a. Existing in reality and not potential, possible, simulated, or false: The actual damages were less than first reported. In the actual test, the mechanism did not work as the computer model predicted. See Synonyms at real1.
b. Based on fact: The actual history of the voyage is different from the popular accounts.
2. Conforming to the characteristics of a group or type; typical: Is he an actual doctor or a fake?
[Middle English, from Old French, active, from Late Latin āctuālis, from Latin āctus, past participle of agere, to drive, do; see ag- in the Appendix of Indo-European roots.]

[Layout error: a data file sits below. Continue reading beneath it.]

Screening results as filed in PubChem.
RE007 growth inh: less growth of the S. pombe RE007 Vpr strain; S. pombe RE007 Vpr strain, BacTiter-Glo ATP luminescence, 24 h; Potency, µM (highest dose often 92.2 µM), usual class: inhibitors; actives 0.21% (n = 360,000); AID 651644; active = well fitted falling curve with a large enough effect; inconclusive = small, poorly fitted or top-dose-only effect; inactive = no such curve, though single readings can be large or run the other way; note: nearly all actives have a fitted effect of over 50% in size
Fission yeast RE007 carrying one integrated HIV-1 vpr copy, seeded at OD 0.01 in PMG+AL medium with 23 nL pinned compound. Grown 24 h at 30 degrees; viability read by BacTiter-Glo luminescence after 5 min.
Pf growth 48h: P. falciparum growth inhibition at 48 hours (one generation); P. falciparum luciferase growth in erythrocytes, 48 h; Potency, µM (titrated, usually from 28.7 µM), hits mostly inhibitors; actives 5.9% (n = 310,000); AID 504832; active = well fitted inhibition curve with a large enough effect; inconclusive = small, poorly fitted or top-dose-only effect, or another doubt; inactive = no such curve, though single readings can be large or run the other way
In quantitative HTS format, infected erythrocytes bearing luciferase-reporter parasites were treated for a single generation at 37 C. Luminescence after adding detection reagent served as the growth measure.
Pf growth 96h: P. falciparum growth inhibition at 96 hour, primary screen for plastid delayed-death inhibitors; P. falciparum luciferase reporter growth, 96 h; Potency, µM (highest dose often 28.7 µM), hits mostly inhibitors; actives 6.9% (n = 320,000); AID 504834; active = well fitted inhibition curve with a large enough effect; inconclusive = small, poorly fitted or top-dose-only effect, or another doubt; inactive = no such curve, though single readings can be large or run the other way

The American Heritage® Dictionary of the English Language, Fifth Edition copyright ©2022 by HarperCollins Publishers. All rights reserved.
Indo-European & Semitic Roots Appendices
Thousands of entries in the dictionary include etymologies that trace their origins back to reconstructed proto-languages. You can obtain more information about these forms in our online appendices:
The Indo-European appendix covers nearly half of the Indo-European roots that have left their mark on English words. A more complete treatment of Indo-European roots and the English words derived from them is available in our Dictionary of Indo-European Roots.